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New Pierce County Executive: We Must Be More Than A 'Bedroom Community To Seattle'

"Tacoma SR509 bridge" by Cheryl Marland is licensed under CC by 2.0

Pierce County is growing, but some say it's not the right kind of growth. 

The population is surging. But much of that growth is driven by King County ex-pats seeking cheaper housing.

Nearly half of Pierce County's workers commute to jobs outside the county, many of them to Seattle.

The new Pierce County executive, Bruce Dammeier, says fighting that trend is his first order of business.

Dammeier, a former state senator who took office in January, is the first Republican to lead Pierce County in 16 years. 

KNKX reporter Will James sat down with Dammeier at his office and asked him to expand on a statement he made in his "State of the County" address in mid-March: that Pierce County must be more than a "bedroom community to Seattle." 

Why A 'Bedroom Community' Is Not A Desirable Future

Dammeier said people who live in Pierce County for affordable housing and work in King County are spending hours in the car each day. And those are hours they're not living their lives.

"They're spending at least three hours a day on the road," he said. "They're arriving home exhausted. They spend a ton of their money on transportation to get to and from work. They're not able to be involved in their kids' schools. They're not able to coach soccer." 

Furthermore, Dammeier said, home construction alone won't generate enough tax revenue to pay for the services a larger population demands. 

"We need businesses to help drive that greater economic activity," he said.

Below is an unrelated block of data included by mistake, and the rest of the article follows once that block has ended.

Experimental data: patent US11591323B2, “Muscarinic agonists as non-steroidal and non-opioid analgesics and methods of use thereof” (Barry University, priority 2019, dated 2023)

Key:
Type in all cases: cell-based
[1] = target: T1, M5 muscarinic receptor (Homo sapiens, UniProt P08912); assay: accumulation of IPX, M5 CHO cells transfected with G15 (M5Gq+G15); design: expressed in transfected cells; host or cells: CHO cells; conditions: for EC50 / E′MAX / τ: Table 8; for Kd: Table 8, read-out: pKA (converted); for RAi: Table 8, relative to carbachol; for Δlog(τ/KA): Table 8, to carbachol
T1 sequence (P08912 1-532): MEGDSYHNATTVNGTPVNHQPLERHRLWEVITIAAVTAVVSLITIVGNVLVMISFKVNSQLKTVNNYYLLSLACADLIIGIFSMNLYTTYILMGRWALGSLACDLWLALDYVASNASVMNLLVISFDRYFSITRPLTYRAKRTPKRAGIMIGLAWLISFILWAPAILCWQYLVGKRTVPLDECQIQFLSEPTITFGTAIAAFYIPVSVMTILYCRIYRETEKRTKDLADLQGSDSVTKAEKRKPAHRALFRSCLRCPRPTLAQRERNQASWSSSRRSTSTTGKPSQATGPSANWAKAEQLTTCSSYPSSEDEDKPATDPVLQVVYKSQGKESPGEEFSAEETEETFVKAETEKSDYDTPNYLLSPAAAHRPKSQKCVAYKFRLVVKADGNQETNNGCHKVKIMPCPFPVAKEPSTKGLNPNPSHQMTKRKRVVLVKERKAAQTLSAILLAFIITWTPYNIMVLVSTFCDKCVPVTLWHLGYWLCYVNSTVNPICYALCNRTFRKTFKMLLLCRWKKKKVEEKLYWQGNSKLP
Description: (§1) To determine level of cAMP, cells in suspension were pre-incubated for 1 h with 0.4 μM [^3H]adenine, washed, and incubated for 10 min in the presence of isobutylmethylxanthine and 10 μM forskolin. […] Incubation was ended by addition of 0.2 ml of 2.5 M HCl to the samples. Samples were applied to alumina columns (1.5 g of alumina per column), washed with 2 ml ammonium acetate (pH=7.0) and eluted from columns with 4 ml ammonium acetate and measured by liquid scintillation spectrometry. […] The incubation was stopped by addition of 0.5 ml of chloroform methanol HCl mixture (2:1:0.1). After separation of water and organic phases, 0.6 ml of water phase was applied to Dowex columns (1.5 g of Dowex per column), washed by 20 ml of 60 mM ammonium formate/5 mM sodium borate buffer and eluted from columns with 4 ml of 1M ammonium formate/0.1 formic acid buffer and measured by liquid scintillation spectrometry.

What It Will Take To Change Pierce County's Trajectory 

Dammeier said it will come down to the county's ability to attract "family-wage jobs" to the South Sound.

"That workforce that is commuting to Seattle right now, we want to flip that on its head," he said. "We've got great, trained people doing important work in Seattle. We want to get those businesses to relocate here or create new businesses here that can employ those really skilled Pierce County residents." 

How A County Government Can Spur Job Growth

Dammeier said he hopes to make it easier to start and build businesses in Pierce County, in part by streamlining the permitting process. 

"One of the things that we are exploring right now with some of our cities is to take Pierce County's permitting system and and make it available to some of our cities, so they would have the same system running kind of in multiple jurisdictions." 

Business Sectors He Hopes To Attract To Pierce County 

Dammeier pointed to cyber security as one field with the potential to grow in Pierce County and provide jobs for tech workers trained at the University of Washington Tacoma.

"We are producing Pierce County residents who are well-trained to go into the information-technology world and really deliver," he said. "Too many of them today are commuting north to go to work." 

Will James is a former KNKX reporter and was part of the special projects team, reporting and producing podcasts such as Outsiders and The Walk Home.